Climate change is the most widely cited global concern among more than forty-five thousand survey respondents in forty countries, a report from the finds.
According to the report, (18 pages, PDF), 46 percent of respondents across all the countries surveyed said they were "very concerned" about climate change, followed by global economic stability (42 percent) and the Islamic militant group ISIS (41 percent). Climate change was the most widely cited threat in nineteen of the forty nations surveyed, with concern especially widespread in regions that are particularly vulnerable to its effects — Latin America (61 percent), sub-Saharan Africa (59 percent), and parts of Asia, including India (73 percent) and the Philippines (72 percent).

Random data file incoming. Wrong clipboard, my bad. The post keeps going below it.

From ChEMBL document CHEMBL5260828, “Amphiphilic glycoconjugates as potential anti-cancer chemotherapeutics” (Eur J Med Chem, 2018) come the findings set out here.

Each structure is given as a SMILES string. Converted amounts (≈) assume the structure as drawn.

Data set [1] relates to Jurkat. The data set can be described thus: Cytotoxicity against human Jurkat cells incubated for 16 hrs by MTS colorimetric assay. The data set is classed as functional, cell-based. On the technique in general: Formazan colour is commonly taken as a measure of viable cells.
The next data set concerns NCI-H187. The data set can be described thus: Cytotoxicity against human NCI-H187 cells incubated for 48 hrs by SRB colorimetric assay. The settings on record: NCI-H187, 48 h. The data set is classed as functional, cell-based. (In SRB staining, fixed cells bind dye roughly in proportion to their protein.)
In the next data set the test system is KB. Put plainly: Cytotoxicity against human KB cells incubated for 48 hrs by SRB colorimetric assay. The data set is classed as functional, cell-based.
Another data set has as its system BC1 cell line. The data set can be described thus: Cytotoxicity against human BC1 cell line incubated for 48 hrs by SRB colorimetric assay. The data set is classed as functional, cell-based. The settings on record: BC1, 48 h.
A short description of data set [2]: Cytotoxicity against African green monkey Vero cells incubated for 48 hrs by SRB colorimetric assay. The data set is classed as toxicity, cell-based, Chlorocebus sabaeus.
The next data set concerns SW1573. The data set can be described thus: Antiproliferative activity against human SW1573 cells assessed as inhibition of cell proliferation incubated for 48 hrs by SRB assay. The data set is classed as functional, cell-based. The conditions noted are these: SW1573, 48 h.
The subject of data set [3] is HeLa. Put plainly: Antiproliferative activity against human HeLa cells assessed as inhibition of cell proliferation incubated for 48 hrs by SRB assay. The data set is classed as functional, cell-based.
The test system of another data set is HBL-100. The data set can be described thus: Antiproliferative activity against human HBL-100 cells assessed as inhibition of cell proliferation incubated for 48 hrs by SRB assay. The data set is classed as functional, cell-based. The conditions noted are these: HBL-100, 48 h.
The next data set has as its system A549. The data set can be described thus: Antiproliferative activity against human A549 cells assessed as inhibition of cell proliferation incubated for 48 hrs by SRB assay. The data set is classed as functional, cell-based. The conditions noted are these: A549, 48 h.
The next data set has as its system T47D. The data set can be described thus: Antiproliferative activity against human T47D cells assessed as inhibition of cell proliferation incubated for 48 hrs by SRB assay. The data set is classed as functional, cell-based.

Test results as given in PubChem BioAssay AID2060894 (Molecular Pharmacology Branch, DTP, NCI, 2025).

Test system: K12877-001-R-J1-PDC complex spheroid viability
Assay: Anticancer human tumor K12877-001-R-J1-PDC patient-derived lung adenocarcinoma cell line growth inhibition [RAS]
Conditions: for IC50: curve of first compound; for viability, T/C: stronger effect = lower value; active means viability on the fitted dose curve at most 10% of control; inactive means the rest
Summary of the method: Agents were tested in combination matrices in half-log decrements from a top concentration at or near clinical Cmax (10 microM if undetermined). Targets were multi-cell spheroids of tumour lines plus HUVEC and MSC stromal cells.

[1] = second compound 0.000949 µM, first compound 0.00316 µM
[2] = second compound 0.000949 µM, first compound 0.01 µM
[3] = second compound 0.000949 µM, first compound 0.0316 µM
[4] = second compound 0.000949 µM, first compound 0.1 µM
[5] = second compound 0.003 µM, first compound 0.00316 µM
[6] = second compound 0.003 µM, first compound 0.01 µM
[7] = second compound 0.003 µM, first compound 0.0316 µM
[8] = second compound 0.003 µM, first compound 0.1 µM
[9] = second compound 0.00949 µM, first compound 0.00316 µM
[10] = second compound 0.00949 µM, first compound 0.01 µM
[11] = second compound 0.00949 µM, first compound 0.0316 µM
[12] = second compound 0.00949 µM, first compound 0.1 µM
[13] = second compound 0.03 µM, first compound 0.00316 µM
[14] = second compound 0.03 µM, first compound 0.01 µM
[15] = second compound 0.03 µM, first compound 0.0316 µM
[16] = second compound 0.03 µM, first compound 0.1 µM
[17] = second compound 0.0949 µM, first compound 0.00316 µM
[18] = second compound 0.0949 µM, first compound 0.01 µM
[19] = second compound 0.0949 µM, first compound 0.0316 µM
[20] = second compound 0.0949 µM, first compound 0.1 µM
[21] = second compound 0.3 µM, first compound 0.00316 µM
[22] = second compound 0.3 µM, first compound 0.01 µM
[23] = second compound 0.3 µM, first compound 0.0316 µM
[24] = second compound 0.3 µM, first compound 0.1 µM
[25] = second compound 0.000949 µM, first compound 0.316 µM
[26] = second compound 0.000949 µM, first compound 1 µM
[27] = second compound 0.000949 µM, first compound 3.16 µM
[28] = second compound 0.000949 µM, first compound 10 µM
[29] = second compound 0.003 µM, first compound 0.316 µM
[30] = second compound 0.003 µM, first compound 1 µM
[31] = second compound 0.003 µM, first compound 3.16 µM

In the United States, Europe, and the Middle East, however, more respondents were "very concerned" about ISIS and other threats than about climate change. The survey found that 68 percent of U.S. respondents were concerned about ISIS, followed by Iran's nuclear program (62 percent), cyberattacks on governments, banks, or corporations (59 percent), global economic stability (51 percent), and tensions between Russia and its neighbors (43 percent). While 62 percent of Democrats said they were "very concerned" about climate change, just 20 percent of Republicans said the same.
Although concerns about climate change and ISIS took the top spots in an overwhelming majority of the countries surveyed, the report notes that global economic instability was the top concern in five countries, including Russia, and the second most widely cited concern in twenty countries. In Latin America, 54 percent of respondents expressed serious concerns about the global economy, while it was one of the top two most widely cited concerns in every African country surveyed.